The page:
We're thrilled to announce that Hal Herring is coming to New Belgium in Fort Collins to host a live recording of the BHA Podcast & Blast focusing on Migration Corridors. Hal, an award winning journalist is going to take a deep dive with special guests Dan Prenzlow (Director, Colorado Parks & Wildlife), Jessica Myklebust (Regional Environmental Manager, Region 1, Colorado Department of Transportation), and Luke Schafer (Colorado Parks & Wildlife Commissioner).
Tickets are $10 online and $15 at the door. Space is limited to 75 people so make sure to purchase your ticket today so that you don't miss out on a great conversation, great beer, and a room full of great people who share your values and curiosity about this important subject. We will have BHA merchandise on hand so you can stock up for the holidays, and we'll be running a CO Public Lands Map promotion (ending 12/31) - if you purchase a map at the event or online you will be entered to win a Yeti 65 Tundra.
Join us for a good time and an important cause. This is a unique opportunity to learn a lot about the work that's being done and the challenges that we face to conserve migration corridors in Colorado.
In 2004 a group of seven hunters and anglers came together around a campfire to discuss the tenets of our hunting heritage. The conversation that ensued shaped the core mission and values of what Backcountry Hunters & Anglers would become and would shape our focus, making us the outspoken, fastest growing organization for our public lands, waters, and wildlife habitat that we are today.
Our hunting heritage depends on healthy populations of wild game. Habitat is fundamental to supporting these populations, and it is incumbent upon us as sportsmen and women to be outspoken advocates for protecting it. We are losing this habitat every day. Subdivisions, roads, trails and energy fields are being steadily developed to meet the demands of a population expected to nearly double in size by 2050. Since 2001, Colorado has lost more than half a million acres of habitat, nearly the size of Rhode Island. The habitat we’re losing is widespread – leading to increasingly fragmented landscapes on which wildlife depend. This change has been incremental, but ceaseless – difficult to recognize at times but very real and deserving of our attention.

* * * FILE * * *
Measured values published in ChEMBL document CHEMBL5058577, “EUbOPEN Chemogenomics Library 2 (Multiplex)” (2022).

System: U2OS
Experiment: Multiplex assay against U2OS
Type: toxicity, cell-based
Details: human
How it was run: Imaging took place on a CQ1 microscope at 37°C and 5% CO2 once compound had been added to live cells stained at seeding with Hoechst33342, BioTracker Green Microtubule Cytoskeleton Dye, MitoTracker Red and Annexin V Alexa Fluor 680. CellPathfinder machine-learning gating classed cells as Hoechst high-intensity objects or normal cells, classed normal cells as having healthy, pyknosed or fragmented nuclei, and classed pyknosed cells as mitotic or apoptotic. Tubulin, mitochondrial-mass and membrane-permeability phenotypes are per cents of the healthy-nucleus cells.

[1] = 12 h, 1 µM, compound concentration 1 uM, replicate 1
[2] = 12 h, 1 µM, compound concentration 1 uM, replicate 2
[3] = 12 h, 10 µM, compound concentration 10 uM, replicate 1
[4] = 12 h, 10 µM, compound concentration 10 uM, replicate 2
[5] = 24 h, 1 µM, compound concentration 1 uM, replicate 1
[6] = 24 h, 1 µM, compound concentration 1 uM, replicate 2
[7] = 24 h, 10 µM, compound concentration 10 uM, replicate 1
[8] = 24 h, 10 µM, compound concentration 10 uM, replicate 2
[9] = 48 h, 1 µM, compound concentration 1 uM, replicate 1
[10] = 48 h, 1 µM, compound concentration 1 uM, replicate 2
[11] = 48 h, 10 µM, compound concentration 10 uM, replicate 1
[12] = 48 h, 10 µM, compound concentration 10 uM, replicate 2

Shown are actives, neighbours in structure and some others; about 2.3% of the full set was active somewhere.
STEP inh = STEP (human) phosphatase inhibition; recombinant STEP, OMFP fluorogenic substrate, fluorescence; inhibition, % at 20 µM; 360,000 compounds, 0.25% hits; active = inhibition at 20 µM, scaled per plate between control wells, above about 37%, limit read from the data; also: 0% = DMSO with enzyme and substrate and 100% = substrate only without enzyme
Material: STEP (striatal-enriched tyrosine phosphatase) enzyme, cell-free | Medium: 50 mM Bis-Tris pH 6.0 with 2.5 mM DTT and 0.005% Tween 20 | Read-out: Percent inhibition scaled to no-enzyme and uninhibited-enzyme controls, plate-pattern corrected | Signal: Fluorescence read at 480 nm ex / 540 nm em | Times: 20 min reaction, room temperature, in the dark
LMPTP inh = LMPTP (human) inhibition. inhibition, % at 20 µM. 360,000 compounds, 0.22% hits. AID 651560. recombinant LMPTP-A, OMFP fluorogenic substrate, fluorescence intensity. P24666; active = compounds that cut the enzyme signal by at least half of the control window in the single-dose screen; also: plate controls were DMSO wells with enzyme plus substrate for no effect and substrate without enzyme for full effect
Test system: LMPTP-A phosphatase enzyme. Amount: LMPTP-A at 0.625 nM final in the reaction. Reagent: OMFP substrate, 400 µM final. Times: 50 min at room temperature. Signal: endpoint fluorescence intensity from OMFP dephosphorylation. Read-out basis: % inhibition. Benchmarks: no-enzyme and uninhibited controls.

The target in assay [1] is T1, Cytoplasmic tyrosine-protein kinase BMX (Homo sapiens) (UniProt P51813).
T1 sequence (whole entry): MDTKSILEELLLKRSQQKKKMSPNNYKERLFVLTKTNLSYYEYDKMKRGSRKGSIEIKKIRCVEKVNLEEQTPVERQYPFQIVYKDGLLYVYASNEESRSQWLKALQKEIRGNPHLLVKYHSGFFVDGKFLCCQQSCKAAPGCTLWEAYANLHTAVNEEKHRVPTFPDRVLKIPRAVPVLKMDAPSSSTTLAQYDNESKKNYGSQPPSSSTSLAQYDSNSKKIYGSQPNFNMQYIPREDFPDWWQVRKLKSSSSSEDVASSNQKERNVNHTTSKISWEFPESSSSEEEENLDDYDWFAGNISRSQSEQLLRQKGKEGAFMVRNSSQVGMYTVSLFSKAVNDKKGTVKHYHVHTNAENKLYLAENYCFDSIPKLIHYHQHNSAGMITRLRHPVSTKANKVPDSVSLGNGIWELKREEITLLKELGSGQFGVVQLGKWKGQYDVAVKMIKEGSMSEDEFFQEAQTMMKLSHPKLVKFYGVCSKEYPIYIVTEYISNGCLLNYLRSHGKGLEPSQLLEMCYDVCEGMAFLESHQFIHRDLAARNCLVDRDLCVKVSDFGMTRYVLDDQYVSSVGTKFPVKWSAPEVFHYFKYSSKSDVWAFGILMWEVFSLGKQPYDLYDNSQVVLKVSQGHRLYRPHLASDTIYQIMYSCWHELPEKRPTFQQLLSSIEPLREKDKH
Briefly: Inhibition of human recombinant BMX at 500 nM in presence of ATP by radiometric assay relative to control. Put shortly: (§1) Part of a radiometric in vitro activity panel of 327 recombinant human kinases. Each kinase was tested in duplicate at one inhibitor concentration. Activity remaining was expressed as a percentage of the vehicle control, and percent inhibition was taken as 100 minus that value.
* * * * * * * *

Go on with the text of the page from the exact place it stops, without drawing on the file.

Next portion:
Development of wildlife habitat is impacting migration routes, oftentimes altering the course of these historic routes and sometimes cutting them off altogether. For wildlife such as a mule deer with a strong fidelity to historic migration routes, these changes can take a significant toll – severely limiting movement between critical ranges, the food and refuge they provide, and putting them and other game species on a collision course along our highways and roadways. This can limit mule deer access to food and refuge, concentrating populations into smaller and smaller areas and creating barriers to movement.
If not properly planned and mitigated, such development can depress native populations of wildlife like mule deer. As hunters, anglers and conservationists, we have a duty to help advance commonsense solutions that help ensure our wildlife continues to thrive alongside human development. Colorado hunters, anglers and decision makers have worked to advance policy solutions and funding mechanisms that ensure wildlife habitat conservation is at the forefront of land use planning decisions in the state.
This August, Gov. Jared Polis signed an Executive Order to help Conserve Colorado's Big Game Winter Range and Migration Corridors
While the EO doesn’t formally designate protections for migration corridors, it does take a number of positive steps to support and direct Colorado Parks and Wildlife, the Department of Natural Resources, the Colorado Department of Transportation and other important stakeholders to better protect migration corridors moving forward.
Our ability to protect migration corridors in Colorado was also recently strengthened by Secretarial Order (SO) 3362 in February of 2018. This order provides basic guidelines to support collaborations between the federal, government, states, and private landowners; it prioritizes the use of the best available science, and it helps identify funding to support this work.
This is a great step for Colorado, and BHA looks forward to working with our state, agency and community partners to move this work forward. Whether we’re partnering with community outreach efforts with CPW, contributing to citizen science, or showing up to advocate for wildlife habitat, the Colorado Chapter of BHA will be there.
We need your help. If you’d like to volunteer or get involved please contact us!